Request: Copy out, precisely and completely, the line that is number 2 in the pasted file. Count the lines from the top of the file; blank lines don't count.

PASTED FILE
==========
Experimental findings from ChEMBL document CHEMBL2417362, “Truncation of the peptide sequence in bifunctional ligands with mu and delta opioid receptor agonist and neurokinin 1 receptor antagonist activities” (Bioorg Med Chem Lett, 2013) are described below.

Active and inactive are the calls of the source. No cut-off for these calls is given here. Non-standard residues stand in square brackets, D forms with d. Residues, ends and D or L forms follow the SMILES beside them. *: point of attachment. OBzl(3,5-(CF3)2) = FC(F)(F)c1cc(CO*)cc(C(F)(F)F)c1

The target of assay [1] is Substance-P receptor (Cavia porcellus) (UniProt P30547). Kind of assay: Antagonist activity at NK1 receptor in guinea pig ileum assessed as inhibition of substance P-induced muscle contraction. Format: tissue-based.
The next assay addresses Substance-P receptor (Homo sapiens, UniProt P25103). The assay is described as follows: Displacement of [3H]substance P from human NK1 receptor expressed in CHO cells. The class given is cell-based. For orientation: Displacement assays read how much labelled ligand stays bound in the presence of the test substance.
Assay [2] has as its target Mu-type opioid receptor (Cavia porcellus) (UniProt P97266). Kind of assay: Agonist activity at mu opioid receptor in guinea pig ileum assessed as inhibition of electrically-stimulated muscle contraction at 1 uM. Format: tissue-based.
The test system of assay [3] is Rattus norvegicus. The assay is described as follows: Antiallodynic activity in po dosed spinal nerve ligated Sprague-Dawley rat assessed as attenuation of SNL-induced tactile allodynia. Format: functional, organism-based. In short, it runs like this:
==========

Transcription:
Active and inactive are the calls of the source. No cut-off for these calls is given here. Non-standard residues stand in square brackets, D forms with d. Residues, ends and D or L forms follow the SMILES beside them. *: point of attachment. OBzl(3,5-(CF3)2) = FC(F)(F)c1cc(CO*)cc(C(F)(F)F)c1